Utah basketball fans with child support concerns may be interested in a recent headline-grabbing case involving NBA star Steve Nash. The Laker point guard, who is expected to make about $19 million over the course of the next two seasons, has said he is concerned about high child support payments spoiling his three kids.
His ex-wife Alejandra disagrees, however. She is seeking a child support modification to increase Steve’s payments. Initially, a trial judge dismissed the mother’s modification request, but an appeals court recently ruled that the trial judge has to at least consider making Nash pay more.
In particular, the appeals court in Arizona, where this case is being heard, ruled that the trial judge has to consider more than just the children’s “minimal needs.”
An appeals court judge had no illusions about the fact that the parents are both very wealthy by most people’s standards. Instead, the question was whether or not the children were being allowed “to share reasonably in their parents’ economic good fortune.”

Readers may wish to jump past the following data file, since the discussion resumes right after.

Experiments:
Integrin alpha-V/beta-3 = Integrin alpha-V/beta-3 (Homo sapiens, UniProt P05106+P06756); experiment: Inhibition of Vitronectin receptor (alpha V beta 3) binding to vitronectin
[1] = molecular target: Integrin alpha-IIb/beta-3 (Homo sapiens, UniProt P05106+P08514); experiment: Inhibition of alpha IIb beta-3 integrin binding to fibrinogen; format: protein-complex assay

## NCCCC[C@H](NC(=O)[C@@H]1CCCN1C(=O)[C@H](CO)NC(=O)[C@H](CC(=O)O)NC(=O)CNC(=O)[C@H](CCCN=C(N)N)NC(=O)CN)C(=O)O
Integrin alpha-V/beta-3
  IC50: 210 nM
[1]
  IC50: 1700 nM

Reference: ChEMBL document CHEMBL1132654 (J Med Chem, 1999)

Nash simply wants to keep the child support payments as they are, and the appellate court decision doesn’t mean that the trial judge will ultimately decide that Nash should pay more. The appellate ruling only means that the trial judge has to consider the modification.
While this particular case is unfolding quite publicly, similar issues arise in Utah divorces that don’t make the news. Sometimes a parent will hide assets to avoid having them figured into a child support order, or maybe a parent simply fails to pay. In other cases, a child support modification is the appropriate course of action.
emy a. cordano
I am Emy Cordano, a family law attorney based in Salt Lake City. I concentrate my practice on divorce and family law matters; I am not a general practice lawyer. Family law is all I do. Here you'll find additional articles and advice that I make available to anyone facing family law issues.
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